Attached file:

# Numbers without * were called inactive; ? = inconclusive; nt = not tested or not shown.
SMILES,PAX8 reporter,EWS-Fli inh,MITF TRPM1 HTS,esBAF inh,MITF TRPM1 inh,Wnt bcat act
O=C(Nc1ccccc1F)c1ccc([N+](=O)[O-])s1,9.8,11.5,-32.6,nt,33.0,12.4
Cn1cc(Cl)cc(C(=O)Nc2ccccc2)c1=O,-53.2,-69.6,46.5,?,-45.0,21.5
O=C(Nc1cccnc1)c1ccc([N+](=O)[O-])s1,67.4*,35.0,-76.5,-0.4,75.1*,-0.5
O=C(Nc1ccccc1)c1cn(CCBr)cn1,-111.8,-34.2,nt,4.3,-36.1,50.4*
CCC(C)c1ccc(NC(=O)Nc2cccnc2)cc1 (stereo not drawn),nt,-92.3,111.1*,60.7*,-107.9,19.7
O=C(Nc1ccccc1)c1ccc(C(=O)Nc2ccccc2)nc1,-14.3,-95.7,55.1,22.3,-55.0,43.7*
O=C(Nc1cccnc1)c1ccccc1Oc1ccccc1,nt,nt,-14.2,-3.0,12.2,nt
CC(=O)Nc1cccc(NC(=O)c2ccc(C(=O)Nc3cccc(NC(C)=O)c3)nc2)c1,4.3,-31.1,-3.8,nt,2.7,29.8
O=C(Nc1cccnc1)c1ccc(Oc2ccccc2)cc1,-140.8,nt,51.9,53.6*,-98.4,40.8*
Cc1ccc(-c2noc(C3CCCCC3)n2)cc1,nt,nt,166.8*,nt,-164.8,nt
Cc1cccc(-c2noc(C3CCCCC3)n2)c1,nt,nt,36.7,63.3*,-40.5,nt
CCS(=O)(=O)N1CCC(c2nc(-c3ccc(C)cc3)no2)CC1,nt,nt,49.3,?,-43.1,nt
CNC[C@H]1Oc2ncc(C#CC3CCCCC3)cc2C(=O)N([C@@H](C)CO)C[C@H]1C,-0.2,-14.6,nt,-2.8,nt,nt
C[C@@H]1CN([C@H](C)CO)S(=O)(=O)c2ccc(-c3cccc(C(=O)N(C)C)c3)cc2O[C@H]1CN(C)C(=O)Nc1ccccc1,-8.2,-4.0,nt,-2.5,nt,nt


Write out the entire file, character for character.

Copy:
# Numbers without * were called inactive; ? = inconclusive; nt = not tested or not shown.
SMILES,PAX8 reporter,EWS-Fli inh,MITF TRPM1 HTS,esBAF inh,MITF TRPM1 inh,Wnt bcat act
O=C(Nc1ccccc1F)c1ccc([N+](=O)[O-])s1,9.8,11.5,-32.6,nt,33.0,12.4
Cn1cc(Cl)cc(C(=O)Nc2ccccc2)c1=O,-53.2,-69.6,46.5,?,-45.0,21.5
O=C(Nc1cccnc1)c1ccc([N+](=O)[O-])s1,67.4*,35.0,-76.5,-0.4,75.1*,-0.5
O=C(Nc1ccccc1)c1cn(CCBr)cn1,-111.8,-34.2,nt,4.3,-36.1,50.4*
CCC(C)c1ccc(NC(=O)Nc2cccnc2)cc1 (stereo not drawn),nt,-92.3,111.1*,60.7*,-107.9,19.7
O=C(Nc1ccccc1)c1ccc(C(=O)Nc2ccccc2)nc1,-14.3,-95.7,55.1,22.3,-55.0,43.7*
O=C(Nc1cccnc1)c1ccccc1Oc1ccccc1,nt,nt,-14.2,-3.0,12.2,nt
CC(=O)Nc1cccc(NC(=O)c2ccc(C(=O)Nc3cccc(NC(C)=O)c3)nc2)c1,4.3,-31.1,-3.8,nt,2.7,29.8
O=C(Nc1cccnc1)c1ccc(Oc2ccccc2)cc1,-140.8,nt,51.9,53.6*,-98.4,40.8*
Cc1ccc(-c2noc(C3CCCCC3)n2)cc1,nt,nt,166.8*,nt,-164.8,nt
Cc1cccc(-c2noc(C3CCCCC3)n2)c1,nt,nt,36.7,63.3*,-40.5,nt
CCS(=O)(=O)N1CCC(c2nc(-c3ccc(C)cc3)no2)CC1,nt,nt,49.3,?,-43.1,nt
CNC[C@H]1Oc2ncc(C#CC3CCCCC3)cc2C(=O)N([C@@H](C)CO)C[C@H]1C,-0.2,-14.6,nt,-2.8,nt,nt
C[C@@H]1CN([C@H](C)CO)S(=O)(=O)c2ccc(-c3cccc(C(=O)N(C)C)c3)cc2O[C@H]1CN(C)C(=O)Nc1ccccc1,-8.2,-4.0,nt,-2.5,nt,nt